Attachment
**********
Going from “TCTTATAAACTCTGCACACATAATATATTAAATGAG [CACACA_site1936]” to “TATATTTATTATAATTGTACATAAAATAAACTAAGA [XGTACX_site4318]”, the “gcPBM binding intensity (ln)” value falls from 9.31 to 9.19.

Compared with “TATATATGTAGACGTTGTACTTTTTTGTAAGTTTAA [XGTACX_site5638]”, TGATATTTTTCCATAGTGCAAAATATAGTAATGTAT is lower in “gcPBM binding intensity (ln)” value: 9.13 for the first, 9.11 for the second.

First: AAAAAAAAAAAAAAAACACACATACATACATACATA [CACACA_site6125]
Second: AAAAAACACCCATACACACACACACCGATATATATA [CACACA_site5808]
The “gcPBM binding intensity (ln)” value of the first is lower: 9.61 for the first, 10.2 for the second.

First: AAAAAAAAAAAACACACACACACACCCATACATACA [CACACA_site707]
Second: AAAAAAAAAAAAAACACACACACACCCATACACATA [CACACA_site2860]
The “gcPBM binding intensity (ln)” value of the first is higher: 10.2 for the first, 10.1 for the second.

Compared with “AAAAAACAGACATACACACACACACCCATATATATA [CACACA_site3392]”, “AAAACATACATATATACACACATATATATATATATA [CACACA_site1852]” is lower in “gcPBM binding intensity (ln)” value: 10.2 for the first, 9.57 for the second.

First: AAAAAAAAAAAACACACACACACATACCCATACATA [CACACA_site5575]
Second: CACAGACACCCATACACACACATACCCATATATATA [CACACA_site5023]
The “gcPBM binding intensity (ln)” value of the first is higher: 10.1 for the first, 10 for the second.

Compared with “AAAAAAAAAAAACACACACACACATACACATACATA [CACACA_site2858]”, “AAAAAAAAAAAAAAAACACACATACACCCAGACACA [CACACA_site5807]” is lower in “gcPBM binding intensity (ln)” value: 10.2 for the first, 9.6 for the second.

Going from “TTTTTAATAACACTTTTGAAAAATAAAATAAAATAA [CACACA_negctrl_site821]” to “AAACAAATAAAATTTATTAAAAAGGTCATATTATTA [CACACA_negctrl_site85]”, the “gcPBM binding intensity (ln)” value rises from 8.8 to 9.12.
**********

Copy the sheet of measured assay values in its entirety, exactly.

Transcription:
Going from “TCTTATAAACTCTGCACACATAATATATTAAATGAG [CACACA_site1936]” to “TATATTTATTATAATTGTACATAAAATAAACTAAGA [XGTACX_site4318]”, the “gcPBM binding intensity (ln)” value falls from 9.31 to 9.19.

Compared with “TATATATGTAGACGTTGTACTTTTTTGTAAGTTTAA [XGTACX_site5638]”, TGATATTTTTCCATAGTGCAAAATATAGTAATGTAT is lower in “gcPBM binding intensity (ln)” value: 9.13 for the first, 9.11 for the second.

First: AAAAAAAAAAAAAAAACACACATACATACATACATA [CACACA_site6125]
Second: AAAAAACACCCATACACACACACACCGATATATATA [CACACA_site5808]
The “gcPBM binding intensity (ln)” value of the first is lower: 9.61 for the first, 10.2 for the second.

First: AAAAAAAAAAAACACACACACACACCCATACATACA [CACACA_site707]
Second: AAAAAAAAAAAAAACACACACACACCCATACACATA [CACACA_site2860]
The “gcPBM binding intensity (ln)” value of the first is higher: 10.2 for the first, 10.1 for the second.

Compared with “AAAAAACAGACATACACACACACACCCATATATATA [CACACA_site3392]”, “AAAACATACATATATACACACATATATATATATATA [CACACA_site1852]” is lower in “gcPBM binding intensity (ln)” value: 10.2 for the first, 9.57 for the second.

First: AAAAAAAAAAAACACACACACACATACCCATACATA [CACACA_site5575]
Second: CACAGACACCCATACACACACATACCCATATATATA [CACACA_site5023]
The “gcPBM binding intensity (ln)” value of the first is higher: 10.1 for the first, 10 for the second.

Compared with “AAAAAAAAAAAACACACACACACATACACATACATA [CACACA_site2858]”, “AAAAAAAAAAAAAAAACACACATACACCCAGACACA [CACACA_site5807]” is lower in “gcPBM binding intensity (ln)” value: 10.2 for the first, 9.6 for the second.

Going from “TTTTTAATAACACTTTTGAAAAATAAAATAAAATAA [CACACA_negctrl_site821]” to “AAACAAATAAAATTTATTAAAAAGGTCATATTATTA [CACACA_negctrl_site85]”, the “gcPBM binding intensity (ln)” value rises from 8.8 to 9.12.